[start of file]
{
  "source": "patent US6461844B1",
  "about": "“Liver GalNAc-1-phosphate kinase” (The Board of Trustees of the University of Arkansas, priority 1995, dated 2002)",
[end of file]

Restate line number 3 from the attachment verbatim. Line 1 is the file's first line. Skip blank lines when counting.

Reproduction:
  "about": "“Liver GalNAc-1-phosphate kinase” (The Board of Trustees of the University of Arkansas, priority 1995, dated 2002)",